Tags: Fantasy, Family, School


Elem. – Everything in Its Place

David-Sax, Pauline. Everything in Its Place. Illustrated by Charnelle Pinkney Barlow. Doubleday Books for Young Readers, 2022. 978-0-593-37882-3. 32 p. $17.99. Grades K-3. 

Nicky is a shy student who is struggling to find a group of friends with whom she feels comfortable. While her classmates run and play at recess, she spends time in the library helping Ms. Gillam shelve books. She feels at home in the library because everything has its place, and Nicky is comforted by the predictability and routine the space offers. When Ms. Gillam shares the news that she will be attending a week-long library conference, Nicky’s heart sinks at the idea of spending the entire next week outside on the playground. She’s still upset when she visits her mother’s cafe after school, but seeing the familiar patrons enjoying their food comforts her a little. She’s especially glad to see Maggie, a short-haired woman who loves poetry and riding her motorcycle. When Nicky asks Maggie if riding her bike is scary, Maggie replies that everything in life is a risk, and Nicky notices how happy and free Maggie looks as she rides away. The next week, emboldened by Maggie’s words, Nicky files out to the playground with her classmates. She pulls a book from her bag to read, and she is surprised when another girl joins her, confiding that she loves reading poetry too. Mixed-media illustrations featuring collage shapes cut from library cards and purple crayon drawings bring this story to life and underscore the idea that the library is a safe space for Nicky.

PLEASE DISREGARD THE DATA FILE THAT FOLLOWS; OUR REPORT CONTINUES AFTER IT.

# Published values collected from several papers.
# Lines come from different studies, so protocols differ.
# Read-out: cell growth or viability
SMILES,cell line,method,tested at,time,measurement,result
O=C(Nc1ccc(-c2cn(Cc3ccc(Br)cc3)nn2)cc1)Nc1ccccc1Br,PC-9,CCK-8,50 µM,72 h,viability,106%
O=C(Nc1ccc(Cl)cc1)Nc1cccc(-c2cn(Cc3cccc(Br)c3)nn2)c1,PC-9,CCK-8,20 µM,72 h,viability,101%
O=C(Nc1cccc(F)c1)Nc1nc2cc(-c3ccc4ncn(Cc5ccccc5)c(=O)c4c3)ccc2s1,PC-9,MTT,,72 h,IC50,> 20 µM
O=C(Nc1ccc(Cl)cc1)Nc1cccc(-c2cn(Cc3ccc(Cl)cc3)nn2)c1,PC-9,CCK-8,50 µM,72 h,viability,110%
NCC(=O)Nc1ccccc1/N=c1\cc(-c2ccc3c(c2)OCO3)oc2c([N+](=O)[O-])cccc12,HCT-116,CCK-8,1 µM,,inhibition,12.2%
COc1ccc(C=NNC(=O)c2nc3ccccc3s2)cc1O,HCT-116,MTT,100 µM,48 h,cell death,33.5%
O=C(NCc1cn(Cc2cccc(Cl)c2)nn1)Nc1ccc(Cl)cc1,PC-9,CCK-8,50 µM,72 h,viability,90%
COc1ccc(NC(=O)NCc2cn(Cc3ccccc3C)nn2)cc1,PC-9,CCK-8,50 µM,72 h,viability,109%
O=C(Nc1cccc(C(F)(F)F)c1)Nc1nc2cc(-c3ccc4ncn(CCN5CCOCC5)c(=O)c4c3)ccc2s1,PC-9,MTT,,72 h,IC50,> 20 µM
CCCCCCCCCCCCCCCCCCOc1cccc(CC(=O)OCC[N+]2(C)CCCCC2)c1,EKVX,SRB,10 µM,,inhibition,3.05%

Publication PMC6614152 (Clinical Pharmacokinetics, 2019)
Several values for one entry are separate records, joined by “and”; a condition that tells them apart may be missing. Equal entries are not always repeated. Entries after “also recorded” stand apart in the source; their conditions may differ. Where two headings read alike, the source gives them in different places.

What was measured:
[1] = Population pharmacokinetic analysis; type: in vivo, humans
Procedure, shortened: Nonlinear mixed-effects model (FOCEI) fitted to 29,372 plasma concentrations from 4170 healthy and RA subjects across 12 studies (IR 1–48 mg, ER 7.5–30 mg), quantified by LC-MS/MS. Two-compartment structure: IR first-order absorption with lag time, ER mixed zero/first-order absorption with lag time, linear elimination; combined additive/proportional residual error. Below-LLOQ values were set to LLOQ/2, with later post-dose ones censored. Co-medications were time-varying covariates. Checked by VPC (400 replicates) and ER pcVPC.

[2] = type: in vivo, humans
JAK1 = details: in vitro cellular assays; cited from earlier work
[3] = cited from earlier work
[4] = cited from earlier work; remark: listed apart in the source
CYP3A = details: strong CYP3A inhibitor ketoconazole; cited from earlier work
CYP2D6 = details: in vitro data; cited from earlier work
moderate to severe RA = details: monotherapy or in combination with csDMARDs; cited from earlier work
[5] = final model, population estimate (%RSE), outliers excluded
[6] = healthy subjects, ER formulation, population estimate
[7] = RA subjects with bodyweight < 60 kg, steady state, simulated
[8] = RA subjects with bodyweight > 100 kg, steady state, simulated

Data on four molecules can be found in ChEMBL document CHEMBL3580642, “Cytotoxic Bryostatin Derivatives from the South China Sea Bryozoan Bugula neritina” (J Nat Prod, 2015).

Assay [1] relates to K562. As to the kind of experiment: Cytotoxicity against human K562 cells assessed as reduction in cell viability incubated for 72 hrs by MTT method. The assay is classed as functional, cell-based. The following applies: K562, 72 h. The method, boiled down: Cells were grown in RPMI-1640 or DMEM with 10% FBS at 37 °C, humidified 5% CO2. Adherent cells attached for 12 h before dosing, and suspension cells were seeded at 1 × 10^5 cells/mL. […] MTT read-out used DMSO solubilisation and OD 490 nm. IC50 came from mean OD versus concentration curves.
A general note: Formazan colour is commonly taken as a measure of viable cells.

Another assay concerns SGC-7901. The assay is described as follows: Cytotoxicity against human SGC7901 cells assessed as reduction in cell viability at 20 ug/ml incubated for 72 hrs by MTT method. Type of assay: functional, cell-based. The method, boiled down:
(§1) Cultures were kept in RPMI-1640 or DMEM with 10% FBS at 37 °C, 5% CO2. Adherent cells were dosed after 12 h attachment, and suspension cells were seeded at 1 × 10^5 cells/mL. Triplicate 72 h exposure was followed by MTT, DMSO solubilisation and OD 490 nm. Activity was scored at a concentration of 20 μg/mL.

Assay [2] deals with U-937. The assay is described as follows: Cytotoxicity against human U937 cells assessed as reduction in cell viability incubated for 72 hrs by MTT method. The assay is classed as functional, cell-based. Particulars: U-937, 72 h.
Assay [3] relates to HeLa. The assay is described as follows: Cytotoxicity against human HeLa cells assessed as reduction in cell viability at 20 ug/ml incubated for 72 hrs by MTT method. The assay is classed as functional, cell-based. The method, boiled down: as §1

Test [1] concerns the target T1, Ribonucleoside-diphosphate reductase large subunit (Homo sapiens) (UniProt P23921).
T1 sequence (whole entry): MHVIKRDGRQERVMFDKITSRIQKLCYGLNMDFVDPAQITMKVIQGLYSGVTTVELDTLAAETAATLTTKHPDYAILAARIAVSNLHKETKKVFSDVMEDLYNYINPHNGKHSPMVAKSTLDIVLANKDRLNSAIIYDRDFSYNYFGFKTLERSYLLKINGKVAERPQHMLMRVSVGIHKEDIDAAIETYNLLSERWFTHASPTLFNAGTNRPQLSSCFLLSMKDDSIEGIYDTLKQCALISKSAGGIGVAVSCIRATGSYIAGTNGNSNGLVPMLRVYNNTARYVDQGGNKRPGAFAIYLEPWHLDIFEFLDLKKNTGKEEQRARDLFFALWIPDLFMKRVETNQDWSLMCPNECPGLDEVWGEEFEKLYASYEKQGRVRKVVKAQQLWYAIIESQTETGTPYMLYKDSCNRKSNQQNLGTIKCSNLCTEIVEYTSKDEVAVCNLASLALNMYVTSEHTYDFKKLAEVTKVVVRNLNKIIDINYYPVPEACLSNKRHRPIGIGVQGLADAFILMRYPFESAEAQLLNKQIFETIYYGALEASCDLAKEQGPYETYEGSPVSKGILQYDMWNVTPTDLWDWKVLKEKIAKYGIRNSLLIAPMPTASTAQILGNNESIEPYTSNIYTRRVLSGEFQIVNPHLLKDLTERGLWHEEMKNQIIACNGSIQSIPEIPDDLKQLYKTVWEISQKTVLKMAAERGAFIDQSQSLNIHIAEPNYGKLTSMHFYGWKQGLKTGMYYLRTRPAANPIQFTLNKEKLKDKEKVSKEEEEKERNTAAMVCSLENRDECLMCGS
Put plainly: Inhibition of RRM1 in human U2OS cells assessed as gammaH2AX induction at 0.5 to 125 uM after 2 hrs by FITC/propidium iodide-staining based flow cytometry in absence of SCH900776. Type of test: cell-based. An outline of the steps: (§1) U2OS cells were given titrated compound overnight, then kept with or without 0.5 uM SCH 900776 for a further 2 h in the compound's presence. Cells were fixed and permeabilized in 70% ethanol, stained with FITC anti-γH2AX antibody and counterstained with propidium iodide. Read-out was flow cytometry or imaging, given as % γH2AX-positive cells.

THOUGHTS: Finding your “tribe” can be difficult, and this story is an important one to share with students who are struggling to fit in with their peers or find a niche group of friends. It’s also one to share with students who may feel shy, bashful, or who may lack self-confidence. The idea of taking risks and chances, no matter how scary they may seem, may jump-start conversations during Morning Meetings, 

Picture Book          Anne Bozievich, Southern York County SD

MG – The Star That Always Stays

Johnson, Anna Rose. The Star That Always Stays. Holiday House, 2022. 978-0-823-45040-4. 274 p. $17.99. Grades 5-9.

The year is 1914 in Boyne City, Michigan, and 14 year old Norvia has her life turned upside down after her parents divorce and her mother remarries. A divorce is considered scandalous during this time, and Norvia and her siblings are about to discover the stigma that is attached to them when they move into their new home. In addition to the divorce, Norvia is discovering that not everyone is accepting of her Ojibwe heritage. Despite all the challenges facing the five Nelson siblings, they are determined to make the most of their new lives. And along the way they discover the benefits of a strong family unit whether they are connected by  blood or through marriage.